Don’t let your water quality go down the drain after quarantine

Health

CHARLESTON, WV (WOWK) — The pandemic has left multitudes of buildings and businesses across the state shuttered, some for months.

As things continue slowly re-opening again, there are many things to consider safety-wise. Now, folks are being urged to consider taking another precaution.

It’s as easy as turning on your tap, or pushing a lever:

“Flush toilets at least twice so that you get that turnover within the toilet, also turn on taps and let those run for at least two minutes, and the same with showers.”

Megan Hannah, external affairs manager, West Virginia American Water

This year especially, many buildings have sat vacant for months. Companies are closed, and with most people working from home, this can cause some unforeseen problems if not addressed.

“Building flushing is important because there’s been no water turnover in those facilities for a very long time, and as a result you’ll start to see diminished water quality.”

Megan Hannah, external affairs manager, West Virginia American Water

This ‘diminished water quality’ can become a serious problem.

Officials from West Virginia American Water tell us there can be health risks associated with not flushing building pipes as well.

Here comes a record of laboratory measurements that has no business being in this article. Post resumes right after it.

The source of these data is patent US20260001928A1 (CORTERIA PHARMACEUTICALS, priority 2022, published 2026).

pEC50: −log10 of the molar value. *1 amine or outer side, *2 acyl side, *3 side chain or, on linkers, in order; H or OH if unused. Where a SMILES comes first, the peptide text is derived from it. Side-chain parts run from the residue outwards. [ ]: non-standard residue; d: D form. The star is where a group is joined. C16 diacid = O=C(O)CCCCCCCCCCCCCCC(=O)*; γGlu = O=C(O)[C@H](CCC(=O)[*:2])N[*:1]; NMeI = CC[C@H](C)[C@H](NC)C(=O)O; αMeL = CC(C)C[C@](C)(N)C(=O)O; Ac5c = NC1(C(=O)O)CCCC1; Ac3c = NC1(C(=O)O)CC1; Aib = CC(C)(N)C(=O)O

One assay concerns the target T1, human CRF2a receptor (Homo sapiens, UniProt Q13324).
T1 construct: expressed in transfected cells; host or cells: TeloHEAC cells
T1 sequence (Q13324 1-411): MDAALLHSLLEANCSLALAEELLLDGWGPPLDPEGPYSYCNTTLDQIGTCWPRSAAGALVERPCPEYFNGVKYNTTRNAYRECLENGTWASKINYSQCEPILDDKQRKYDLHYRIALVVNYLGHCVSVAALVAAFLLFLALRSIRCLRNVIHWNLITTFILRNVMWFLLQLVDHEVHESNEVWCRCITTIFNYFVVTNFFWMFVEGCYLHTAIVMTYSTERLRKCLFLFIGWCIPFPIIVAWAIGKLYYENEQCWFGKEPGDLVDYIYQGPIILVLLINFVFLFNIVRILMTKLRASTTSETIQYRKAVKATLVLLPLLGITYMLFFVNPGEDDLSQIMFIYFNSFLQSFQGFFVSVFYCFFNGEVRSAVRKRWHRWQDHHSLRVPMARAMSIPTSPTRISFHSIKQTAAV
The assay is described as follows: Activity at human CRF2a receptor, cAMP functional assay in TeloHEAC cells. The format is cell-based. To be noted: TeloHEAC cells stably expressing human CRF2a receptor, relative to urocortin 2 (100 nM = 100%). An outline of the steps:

“Lead leaching and legionella are the two most common contaminants that you could see from water that sits stagnant for an extended period of time; it’s bacteria that will grow within pipes and within water as that water sits stagnant.” 

Megan Hannah, external affairs manager, West Virginia American Water

Which is why, Hannah says, it’s crucial to open the taps.

One thing to be mindful of, however, before flushing out a building, is the drainage capacity.

“Just one thing to keep in mind when you are flushing your pipes: ensure that the drainage areas are free of debris, kitchen sink stoppers for example, to ensure those are removed to give the water free access to flow through the drainage system.” 

Michael Staley, operations superintendent, West Virginia American Water

Doing so will ensure the building or facility does not flood or get water-logged in the process.

West Virginia American Water officials say building flushing will be especially important for schools which plan to reopen this fall, as they have been vacant—most of them—since March.

For more information about water quality and other tips, check out West Virginia American Water’s website.

For more information about the importance of building flushing, click this link.

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